Lydia Kind Heart is back in business serving customers raw and cooked dishes in the bright and cozy Lydia's Lovin' Foods at 31 Bolinas Avenue.
Lydia's kitchen closed its doors a few years back due to the demands of parenthood and the grueling hours of a restaurateur, caterer and wholesaler. She kept the space; leasing out the storefront and retaining the back kitchen and warehouse for Lydia's Organics and Lydia's Lovin' Foods. Those businesses flourished, giving Kind Heart the support necessary to re-open Lydia's Kitchen.
In speaking with Kind Heart, her love of healing through food is inspiring. She recalled how a fast at the age of 16 changed her relationship with food and her perceptions of it. Her explorations lead her to open California's first raw foods restaurant 15 years ago in the space that is now occupied by The Scoop.
Her vision for the re-opened restaurant is to provide patrons with a community-gathering place that is family friendly and serves healthy and organic foods at an affordable price. They are serving a menu with both raw and cooked items to foster an environment of inclusivity -- something I certainly appreciate as, in my experience, raw foodists tend to be pretty dogmatic about the whole thing.
The café is furnished with recycled and earth based materials such as cob. There's a large French farm table to encourage communal dining and a soft corner nook with toys and pillows for children. There was clearly a lot of heart put into the creation of the space.
But, when it comes to the food, I'm not sure what to say. I'm always at a loss when critiquing "alternative" food.
I'm uncomfortable saying that something is good "considering its vegan or raw." I feel strongly that a restaurant should be judged by the simple criteria of whether or not I'd like to eat there again. By these criteria, Lydia's Kitchen falls short.
I managed after some difficulty to order something they had (I'll get to that in a minute). I ordered the gazpacho, which consisted of little other than some crudely crushed tomatoes and cucumbers. There were chunks so large they were difficult to eat. It had very little seasoning and though it boasted "Heirloom tomatoes" on the menu description, they were quite bland and mealy. Not what I hope for from a tomato at this time of year.
My next dish was a small version of their Middle Eastern Plate. Dolmas made with raw "rice" (a seasoned mixture of cauliflower, cabbage and cashews), a scoop of coconut almond hummus, and a sesame dill sauce. The dolmas were fabulous. Juicy and flavorful with the grape leaves and "rice" providing a satisfying contrast in texture. I found the hummus to be very dense and not hummus-like in the least. Raw hummus often consists of nuts and raw tahini, which mimics the traditional version well. The dominant flavor in this one was coconut. The dill sauce was fine, but seemed misplaced with the other components of the dish.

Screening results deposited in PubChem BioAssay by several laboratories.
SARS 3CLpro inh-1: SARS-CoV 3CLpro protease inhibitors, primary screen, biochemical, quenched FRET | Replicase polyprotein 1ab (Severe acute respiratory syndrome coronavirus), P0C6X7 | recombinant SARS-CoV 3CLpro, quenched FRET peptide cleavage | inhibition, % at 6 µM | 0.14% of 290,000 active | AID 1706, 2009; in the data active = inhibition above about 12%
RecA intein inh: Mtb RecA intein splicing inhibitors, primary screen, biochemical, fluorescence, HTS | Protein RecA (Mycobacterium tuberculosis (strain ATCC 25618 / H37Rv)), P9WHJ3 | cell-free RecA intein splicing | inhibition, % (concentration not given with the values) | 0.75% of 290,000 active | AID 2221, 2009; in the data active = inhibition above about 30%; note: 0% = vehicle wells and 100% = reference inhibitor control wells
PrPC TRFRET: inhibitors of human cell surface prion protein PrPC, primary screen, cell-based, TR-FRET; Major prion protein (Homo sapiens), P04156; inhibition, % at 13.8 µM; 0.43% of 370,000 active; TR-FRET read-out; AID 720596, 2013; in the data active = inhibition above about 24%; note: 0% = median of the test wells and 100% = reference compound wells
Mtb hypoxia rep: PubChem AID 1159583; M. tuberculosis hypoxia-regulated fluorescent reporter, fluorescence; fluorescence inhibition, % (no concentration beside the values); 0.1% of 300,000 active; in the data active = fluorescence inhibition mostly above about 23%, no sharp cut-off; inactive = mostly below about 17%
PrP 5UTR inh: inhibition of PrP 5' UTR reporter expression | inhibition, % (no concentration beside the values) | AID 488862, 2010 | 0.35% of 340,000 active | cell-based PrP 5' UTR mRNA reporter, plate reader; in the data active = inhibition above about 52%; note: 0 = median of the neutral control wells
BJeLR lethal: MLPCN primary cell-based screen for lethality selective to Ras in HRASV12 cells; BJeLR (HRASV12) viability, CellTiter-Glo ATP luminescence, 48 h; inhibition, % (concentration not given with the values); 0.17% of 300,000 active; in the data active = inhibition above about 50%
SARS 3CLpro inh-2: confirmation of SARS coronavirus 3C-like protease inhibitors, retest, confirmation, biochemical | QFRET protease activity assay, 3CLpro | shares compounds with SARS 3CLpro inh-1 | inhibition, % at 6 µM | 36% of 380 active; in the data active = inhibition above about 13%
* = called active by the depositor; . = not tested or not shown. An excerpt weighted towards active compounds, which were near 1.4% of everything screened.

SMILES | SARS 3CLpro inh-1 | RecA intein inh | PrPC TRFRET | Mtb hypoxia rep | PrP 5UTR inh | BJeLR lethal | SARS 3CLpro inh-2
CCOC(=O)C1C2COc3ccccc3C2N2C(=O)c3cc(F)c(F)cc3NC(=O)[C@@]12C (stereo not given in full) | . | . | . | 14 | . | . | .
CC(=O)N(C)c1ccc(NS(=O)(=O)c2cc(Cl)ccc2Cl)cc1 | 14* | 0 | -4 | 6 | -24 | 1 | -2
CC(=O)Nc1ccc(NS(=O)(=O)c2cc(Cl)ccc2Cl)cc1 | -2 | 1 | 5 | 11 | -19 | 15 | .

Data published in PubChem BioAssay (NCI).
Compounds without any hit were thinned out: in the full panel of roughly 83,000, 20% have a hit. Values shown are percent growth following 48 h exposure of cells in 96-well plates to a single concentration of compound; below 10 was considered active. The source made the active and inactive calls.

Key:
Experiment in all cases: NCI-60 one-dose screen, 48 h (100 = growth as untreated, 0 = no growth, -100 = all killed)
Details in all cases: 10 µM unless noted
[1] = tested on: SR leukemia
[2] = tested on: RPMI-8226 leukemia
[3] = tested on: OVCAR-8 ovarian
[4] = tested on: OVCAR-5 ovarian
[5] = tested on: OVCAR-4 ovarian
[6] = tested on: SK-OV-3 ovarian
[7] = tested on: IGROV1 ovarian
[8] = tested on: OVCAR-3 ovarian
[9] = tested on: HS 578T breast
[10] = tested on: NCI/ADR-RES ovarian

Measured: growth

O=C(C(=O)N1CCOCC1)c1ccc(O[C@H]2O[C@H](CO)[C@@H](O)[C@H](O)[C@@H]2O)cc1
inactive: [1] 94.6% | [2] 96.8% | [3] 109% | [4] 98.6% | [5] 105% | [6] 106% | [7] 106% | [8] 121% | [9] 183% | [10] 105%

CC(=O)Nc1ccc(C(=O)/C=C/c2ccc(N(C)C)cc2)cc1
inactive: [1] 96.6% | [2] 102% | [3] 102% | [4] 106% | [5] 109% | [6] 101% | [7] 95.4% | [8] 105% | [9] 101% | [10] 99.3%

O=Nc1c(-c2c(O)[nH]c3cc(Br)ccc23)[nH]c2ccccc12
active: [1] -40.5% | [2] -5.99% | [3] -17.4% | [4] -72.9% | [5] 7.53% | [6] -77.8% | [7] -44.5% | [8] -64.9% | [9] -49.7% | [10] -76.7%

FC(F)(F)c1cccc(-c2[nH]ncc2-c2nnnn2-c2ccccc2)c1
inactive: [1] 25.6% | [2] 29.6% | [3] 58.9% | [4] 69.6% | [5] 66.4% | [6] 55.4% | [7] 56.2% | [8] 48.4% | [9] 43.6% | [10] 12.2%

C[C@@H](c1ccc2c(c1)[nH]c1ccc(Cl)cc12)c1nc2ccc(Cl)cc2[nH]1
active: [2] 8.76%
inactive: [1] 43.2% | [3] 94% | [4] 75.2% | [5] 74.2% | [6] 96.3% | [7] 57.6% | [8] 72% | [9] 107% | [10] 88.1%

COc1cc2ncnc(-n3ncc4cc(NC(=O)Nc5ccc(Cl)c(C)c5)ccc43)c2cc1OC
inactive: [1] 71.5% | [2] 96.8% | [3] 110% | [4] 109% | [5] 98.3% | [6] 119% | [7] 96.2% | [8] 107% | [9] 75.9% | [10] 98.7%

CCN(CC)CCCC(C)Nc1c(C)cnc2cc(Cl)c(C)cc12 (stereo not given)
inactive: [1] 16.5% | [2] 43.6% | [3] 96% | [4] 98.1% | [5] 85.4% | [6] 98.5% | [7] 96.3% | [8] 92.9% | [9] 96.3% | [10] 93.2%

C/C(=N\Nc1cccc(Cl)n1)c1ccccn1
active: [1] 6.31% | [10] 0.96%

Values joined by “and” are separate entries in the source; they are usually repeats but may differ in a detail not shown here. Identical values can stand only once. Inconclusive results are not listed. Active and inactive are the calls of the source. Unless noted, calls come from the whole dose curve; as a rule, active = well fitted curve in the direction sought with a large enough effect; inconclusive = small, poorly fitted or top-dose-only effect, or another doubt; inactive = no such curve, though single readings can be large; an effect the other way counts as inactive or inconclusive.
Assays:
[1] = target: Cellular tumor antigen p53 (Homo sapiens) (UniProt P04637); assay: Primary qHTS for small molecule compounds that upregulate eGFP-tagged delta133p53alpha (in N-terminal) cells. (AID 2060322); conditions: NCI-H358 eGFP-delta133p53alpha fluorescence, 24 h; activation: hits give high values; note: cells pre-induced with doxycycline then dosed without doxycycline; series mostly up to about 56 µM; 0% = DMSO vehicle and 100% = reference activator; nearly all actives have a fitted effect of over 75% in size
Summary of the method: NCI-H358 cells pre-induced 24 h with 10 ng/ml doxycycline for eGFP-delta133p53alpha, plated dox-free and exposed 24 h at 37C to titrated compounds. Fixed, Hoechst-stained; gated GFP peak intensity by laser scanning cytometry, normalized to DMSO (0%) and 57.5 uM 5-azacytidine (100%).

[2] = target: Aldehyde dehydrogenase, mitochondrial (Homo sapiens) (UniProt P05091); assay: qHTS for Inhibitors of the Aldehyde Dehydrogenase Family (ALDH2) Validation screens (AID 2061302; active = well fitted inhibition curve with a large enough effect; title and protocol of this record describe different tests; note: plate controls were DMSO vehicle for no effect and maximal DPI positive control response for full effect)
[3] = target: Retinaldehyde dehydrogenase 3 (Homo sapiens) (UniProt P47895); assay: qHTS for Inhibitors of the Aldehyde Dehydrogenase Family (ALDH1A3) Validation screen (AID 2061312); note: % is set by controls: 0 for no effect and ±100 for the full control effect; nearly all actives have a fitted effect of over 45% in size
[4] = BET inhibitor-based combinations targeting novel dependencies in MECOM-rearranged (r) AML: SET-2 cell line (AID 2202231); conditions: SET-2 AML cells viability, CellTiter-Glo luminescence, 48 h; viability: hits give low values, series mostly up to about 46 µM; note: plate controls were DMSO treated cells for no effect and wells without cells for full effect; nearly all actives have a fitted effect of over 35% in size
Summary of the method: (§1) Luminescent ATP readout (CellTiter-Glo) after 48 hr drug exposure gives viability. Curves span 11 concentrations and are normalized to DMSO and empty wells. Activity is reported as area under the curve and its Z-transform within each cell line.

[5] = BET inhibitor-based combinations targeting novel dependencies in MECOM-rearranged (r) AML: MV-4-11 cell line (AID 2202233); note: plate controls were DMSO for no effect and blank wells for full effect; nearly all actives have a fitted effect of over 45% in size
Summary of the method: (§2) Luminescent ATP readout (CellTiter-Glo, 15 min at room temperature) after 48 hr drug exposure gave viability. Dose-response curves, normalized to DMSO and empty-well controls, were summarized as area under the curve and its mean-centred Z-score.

Dessert was a bit better; though, despite the lovely creamy texture, the pervasive flavor of the raspberry "cheez" cake was coconut.
Besides the hit or miss dishes, the service was by far the most disappointing part of my visit. The dour, non-busy woman behind the counter watched customer after customer (myself included) carefully peruse the menu without feeling the need to inform a single patron that they didn't have a large number of items on the menu, including the entire first section of sweet and savory crepes. They didn't have the hot soup. They didn't have most of the desserts on the menu. Fine, but a heads up would have been nice.
When I asked if they could add an apple to the green juice she told me they "couldn't really," because they would have to "go to the back and get one and wash it." She actually said "…and wash it." OK. I handed her my ATM card, at which point she informed me that their credit card machine wasn't working. There was no sign. No apology. No smile. Nothing.
I was quite jealous of all the patrons who arrived after me and were greeted by her lovely and helpful co-worker.
I wish Lydia's lots of luck and do hope their service and food improve with time. Though the quality of the ingredients was admirable, the execution was sorely lacking. I've had wonderful examples of delicious raw food at Larkspur's former Roxanne's and at New York's Pure Food and Wine. I'd love to have a place in town that raised the bar for raw food as high as those establishments.